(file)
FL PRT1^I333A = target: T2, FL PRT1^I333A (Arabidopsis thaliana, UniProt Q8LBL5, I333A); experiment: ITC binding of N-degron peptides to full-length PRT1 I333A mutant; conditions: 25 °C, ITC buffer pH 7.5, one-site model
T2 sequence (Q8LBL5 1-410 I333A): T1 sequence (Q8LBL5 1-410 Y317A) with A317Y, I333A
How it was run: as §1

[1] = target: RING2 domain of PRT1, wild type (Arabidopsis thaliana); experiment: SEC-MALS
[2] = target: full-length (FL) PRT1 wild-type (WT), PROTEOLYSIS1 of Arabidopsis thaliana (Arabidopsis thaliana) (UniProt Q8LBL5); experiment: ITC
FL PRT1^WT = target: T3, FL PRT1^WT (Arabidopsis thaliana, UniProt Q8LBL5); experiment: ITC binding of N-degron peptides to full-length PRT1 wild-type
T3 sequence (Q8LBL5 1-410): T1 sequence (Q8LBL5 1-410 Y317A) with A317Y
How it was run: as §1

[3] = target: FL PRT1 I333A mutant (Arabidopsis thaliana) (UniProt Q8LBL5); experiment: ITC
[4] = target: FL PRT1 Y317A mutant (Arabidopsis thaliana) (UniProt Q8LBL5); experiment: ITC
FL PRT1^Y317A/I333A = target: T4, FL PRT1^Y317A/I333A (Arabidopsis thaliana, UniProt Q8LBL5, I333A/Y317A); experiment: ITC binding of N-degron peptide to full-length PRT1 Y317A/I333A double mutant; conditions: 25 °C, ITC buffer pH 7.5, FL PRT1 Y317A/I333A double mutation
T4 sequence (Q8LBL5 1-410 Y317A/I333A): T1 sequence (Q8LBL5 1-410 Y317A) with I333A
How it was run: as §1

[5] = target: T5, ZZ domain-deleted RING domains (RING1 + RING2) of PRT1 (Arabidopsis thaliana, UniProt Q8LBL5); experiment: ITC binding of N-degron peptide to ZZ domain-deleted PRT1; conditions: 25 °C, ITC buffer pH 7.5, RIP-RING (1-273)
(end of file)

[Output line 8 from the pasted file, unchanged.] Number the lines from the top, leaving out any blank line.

How it was run: as §1